Now Passing comes with a series of benefits that I take advantage of, even sometimes unknowingly. These benefits usually stem from White Privilege. A matter that is very divisive and that many people try to avoid talking about, to the point where after reading some of the definitions I have decided to not even include it because it would’ve just stemmed a troll war. But any way…What are these benefits?

Well for starters, when I speak Spanish, the remarks from the Caucasian race tend to be something along the lines of “Wow, it’s good to speak two languages. How did you learn to speak it with no accent? Did you study abroad?” Versus when my darker mother, or even ethnically ambiguous sister speaks Spanish they get the response, “This is America, speak English”

Another? When I’m in the mall, and the alarms go off, no one questions me, security hasn’t ever been called and I’m told it’s just a machine error and to have a good day. But when this happens to someone darker, they get to be pulled aside, security comes around, and have their bags and receipts checked.

Or my personal favorites, the joy of being able to wear dreadlocks, or a head-wrap without a problem. Getting to dress up the way I choose, with big door knocker earrings, and F*** Me Lipstick, in a plaid shirt, leaning like a Cholo, without a second glance. While those who pass by would say that I look “bohemian”, “exotic”, “ironic” and “Urban” cause they think they may have seen Kylie Jenner wear the same things. While those with more melanin are questioned on their cleanliness, their affiliations, their religion, and their legality. I get to be tattooed and not have anyone question the ink for the way they look, for their meanings, are they gang related? No, they’re expressions of me. But for other Latinos, they could mark you as a banger.

Because I am passing, no one really questions my ability, my prerogatives, my reasons for doing anything or being anywhere. I am just simply allowed to exist when I want and where I want because I am Passing. But I try to be vocal for those that don’t have these privileges in the least white-savior way possible, cause at the end I am not white, I don’t identify as white, and I will never identify as white. I am Latina, I was raised with Spanish music, eating Spanish food, asking for “bendiciones”. When I was sick, I got vaporub, when I was bad I got “La Chancla” and when people commented on my hair I was told I was lucky I didn’t have “Pelo Malo” even though that isn’t a thing . I have explained plenty of times that I know my privilege. I am a light skinned Latina, who speaks English with no accent, and my code-switching is at the top of it’s game, and my name is violently Irish causing no immediate conflicts.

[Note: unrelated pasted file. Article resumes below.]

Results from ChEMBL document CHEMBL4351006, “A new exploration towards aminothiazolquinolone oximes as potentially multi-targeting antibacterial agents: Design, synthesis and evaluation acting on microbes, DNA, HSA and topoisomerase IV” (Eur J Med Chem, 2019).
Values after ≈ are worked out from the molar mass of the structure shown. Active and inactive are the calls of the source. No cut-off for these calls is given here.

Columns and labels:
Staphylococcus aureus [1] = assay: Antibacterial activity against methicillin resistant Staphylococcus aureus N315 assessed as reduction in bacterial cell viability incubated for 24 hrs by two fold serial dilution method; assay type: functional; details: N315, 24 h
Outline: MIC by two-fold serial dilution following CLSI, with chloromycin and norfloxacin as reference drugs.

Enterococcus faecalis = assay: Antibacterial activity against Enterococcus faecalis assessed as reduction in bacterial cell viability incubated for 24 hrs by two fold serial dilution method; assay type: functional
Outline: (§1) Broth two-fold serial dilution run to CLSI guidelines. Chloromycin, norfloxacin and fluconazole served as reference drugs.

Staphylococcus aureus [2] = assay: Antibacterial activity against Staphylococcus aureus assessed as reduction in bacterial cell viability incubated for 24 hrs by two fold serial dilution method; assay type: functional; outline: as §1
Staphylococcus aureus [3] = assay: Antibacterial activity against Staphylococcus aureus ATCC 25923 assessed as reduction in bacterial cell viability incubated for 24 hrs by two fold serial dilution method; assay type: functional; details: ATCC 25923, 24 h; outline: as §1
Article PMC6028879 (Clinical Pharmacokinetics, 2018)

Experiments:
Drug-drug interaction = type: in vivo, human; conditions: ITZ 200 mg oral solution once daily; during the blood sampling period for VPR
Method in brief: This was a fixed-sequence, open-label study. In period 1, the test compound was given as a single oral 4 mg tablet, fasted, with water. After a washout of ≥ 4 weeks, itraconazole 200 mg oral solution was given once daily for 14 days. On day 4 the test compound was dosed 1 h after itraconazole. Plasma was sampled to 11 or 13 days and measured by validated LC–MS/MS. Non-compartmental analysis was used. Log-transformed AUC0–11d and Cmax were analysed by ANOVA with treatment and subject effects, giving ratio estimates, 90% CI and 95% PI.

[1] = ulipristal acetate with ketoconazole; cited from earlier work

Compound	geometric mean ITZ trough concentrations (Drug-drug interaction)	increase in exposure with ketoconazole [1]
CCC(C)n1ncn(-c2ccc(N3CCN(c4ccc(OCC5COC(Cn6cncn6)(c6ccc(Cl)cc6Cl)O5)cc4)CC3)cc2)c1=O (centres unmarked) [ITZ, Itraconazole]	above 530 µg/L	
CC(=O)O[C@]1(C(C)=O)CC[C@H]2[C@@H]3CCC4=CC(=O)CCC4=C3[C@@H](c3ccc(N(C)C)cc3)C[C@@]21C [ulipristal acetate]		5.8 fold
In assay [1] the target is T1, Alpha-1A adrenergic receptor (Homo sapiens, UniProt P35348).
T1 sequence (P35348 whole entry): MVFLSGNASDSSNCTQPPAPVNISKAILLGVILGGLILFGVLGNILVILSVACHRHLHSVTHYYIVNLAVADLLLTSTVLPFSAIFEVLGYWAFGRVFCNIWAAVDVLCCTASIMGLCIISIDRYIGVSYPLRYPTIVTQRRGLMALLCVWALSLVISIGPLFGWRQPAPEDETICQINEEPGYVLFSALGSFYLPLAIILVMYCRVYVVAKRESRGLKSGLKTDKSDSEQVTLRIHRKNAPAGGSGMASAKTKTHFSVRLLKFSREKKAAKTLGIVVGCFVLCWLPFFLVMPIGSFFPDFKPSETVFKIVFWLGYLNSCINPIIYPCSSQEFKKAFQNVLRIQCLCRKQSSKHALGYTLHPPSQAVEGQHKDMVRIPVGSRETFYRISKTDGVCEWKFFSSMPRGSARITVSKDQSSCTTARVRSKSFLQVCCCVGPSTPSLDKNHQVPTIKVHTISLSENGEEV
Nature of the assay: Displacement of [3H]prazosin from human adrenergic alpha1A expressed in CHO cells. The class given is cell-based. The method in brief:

The fact that I can be abundantly open with my emotions and never really have to check myself. I can say borderline whatever I want, and criticize however I please and when I am critiqued, I will be judged by what I have said and nothing more. My race will not be a factor, the way I speak will not be a factor, and the color of my skin will not be a factor. I will not be labelled as the “Crazy Latina” or the “Feisty Puerto Rican”.